Moore’s Law is the best-known precept of the Information Age. It is the basis of a thousand business plans and tens of thousands of news articles, and the core of the greatest, farthest-reaching, and most transformational wealth creation ever.
In 1965, one of the Intel cofounders noticed that the density of transistors on a semiconductor doubles every 18 to 24 months without an increase in costs. That has remained the case for most of the ensuing decades, though some would argue that has slowed of late (it turns out this stuff gets hard to engineer when you’re moving individual atoms around).
It is the reason why computers and phones become cheaper, yet do more; why the Internet holds more information and becomes more pervasive; why software and hardware are said to be the #1 and #2 top-paying industries in the U.S. In other words, Moore’s Law is one of those “cornerstone of the modern world” kind of things.
So why do we say we’re missing something here? It’s because Moore’s Law is not really a “law,” as in “law of nature.” If you don’t believe me, leave a semiconductor on a table for two years and I guarantee it will have the same number of transistors when you come back. Moore’s Law is rather an economic and sociological observation about what information technology does.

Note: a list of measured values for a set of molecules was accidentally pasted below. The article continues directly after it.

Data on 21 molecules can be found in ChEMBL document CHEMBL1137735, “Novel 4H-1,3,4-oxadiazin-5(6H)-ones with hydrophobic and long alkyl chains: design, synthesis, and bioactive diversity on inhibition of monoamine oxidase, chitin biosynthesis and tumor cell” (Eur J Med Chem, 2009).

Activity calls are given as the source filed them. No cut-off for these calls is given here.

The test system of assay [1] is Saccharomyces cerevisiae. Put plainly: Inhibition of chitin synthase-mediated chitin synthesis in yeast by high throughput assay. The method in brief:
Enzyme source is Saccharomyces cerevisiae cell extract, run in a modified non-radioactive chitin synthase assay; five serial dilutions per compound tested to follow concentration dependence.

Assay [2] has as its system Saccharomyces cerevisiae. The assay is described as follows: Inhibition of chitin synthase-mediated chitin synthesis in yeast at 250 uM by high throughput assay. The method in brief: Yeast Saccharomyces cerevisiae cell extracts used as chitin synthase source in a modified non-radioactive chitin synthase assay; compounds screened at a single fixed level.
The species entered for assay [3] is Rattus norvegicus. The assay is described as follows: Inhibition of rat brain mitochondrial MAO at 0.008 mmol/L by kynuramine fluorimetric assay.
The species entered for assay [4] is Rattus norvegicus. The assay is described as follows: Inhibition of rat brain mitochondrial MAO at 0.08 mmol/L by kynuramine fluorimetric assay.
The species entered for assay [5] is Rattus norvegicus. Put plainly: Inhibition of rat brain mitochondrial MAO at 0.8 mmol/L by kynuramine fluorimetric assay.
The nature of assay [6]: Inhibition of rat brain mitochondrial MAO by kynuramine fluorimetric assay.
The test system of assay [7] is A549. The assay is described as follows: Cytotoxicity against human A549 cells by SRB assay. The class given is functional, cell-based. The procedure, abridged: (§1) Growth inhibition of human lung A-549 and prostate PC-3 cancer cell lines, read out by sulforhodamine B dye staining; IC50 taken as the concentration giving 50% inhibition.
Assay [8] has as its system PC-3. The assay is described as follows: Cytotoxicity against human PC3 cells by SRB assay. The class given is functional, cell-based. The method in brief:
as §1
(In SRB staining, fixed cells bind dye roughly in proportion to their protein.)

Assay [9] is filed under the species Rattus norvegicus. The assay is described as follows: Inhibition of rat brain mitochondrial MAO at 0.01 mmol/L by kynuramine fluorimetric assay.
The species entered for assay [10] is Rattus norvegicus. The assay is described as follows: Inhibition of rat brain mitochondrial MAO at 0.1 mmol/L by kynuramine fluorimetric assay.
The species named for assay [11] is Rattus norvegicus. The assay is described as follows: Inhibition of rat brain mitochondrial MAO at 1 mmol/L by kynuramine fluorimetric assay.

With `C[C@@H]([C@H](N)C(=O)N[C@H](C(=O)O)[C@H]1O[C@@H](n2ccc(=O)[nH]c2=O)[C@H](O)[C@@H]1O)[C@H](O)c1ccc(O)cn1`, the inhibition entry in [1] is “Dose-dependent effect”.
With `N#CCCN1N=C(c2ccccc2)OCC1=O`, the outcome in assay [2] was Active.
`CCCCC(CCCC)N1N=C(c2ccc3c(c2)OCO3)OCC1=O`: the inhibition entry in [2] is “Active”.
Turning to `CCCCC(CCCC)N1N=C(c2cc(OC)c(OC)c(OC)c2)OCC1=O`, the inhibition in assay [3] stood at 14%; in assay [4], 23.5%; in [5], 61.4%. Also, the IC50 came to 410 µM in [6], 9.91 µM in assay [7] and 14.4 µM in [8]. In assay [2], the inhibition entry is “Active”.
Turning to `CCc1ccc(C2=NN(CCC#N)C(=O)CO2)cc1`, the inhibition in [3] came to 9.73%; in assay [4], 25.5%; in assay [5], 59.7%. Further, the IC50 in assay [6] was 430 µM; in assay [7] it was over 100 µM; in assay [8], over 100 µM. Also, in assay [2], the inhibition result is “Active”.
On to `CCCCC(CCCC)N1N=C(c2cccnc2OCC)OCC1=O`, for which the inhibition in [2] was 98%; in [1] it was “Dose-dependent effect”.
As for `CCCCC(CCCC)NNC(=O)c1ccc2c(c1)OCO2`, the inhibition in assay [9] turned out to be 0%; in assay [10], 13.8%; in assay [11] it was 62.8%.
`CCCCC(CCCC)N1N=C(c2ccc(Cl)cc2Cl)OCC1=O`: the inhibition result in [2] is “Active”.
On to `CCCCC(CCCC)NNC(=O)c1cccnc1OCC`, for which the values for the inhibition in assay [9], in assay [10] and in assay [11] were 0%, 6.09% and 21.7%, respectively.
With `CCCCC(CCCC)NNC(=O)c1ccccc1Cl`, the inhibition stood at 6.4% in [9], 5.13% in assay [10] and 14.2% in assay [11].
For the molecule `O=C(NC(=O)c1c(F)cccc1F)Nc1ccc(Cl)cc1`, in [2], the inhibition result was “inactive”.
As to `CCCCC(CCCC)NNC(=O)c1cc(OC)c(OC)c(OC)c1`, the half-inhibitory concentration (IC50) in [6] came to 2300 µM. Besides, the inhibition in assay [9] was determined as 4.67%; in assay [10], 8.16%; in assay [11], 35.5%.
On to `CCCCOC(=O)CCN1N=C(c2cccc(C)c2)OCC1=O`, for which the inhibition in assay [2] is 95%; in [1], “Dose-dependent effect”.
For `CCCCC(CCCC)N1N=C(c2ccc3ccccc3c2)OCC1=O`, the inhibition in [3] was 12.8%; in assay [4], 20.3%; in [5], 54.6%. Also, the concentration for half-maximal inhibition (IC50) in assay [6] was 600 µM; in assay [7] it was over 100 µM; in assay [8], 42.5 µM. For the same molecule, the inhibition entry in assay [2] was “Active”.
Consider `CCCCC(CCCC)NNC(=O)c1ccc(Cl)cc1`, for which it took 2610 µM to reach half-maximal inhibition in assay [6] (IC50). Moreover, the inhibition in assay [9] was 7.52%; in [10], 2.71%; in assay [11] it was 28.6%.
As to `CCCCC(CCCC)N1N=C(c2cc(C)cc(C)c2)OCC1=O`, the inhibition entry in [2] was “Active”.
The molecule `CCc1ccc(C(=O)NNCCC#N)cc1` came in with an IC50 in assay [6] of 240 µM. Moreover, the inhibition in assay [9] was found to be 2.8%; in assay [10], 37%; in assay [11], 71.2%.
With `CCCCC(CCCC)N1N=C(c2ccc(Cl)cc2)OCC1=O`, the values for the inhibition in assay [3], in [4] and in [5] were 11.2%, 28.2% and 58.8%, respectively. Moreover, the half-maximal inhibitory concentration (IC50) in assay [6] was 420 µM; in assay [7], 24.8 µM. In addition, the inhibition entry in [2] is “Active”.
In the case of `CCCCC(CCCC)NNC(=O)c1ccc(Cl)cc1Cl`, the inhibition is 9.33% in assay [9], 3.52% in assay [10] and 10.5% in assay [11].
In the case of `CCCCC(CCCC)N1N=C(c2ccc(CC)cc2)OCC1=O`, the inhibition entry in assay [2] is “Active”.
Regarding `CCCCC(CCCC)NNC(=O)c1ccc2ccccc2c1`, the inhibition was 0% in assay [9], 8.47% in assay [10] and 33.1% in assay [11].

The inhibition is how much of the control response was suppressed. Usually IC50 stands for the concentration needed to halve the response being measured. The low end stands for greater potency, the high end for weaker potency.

Even as Moore’s Law may have slowed, we are seeing that curve of ever-cheaper information processing proceeds in other ways: networking, to share messages between computers (and their human owners); open source software, to promulgate more and better computation in a greater number of places; virtualization, creating more computing output per computer at minimal costs; and cloud computing, a kind of massive virtualization across a global network, often leveraging open source.
If Moore’s Law is really about information technology moving from expensive mainframes, to smaller minicomputers, to personal computers, to phones — moving to more places, getting cheaper, trying to be everywhere — cloud is the fullest expression of that trend to date.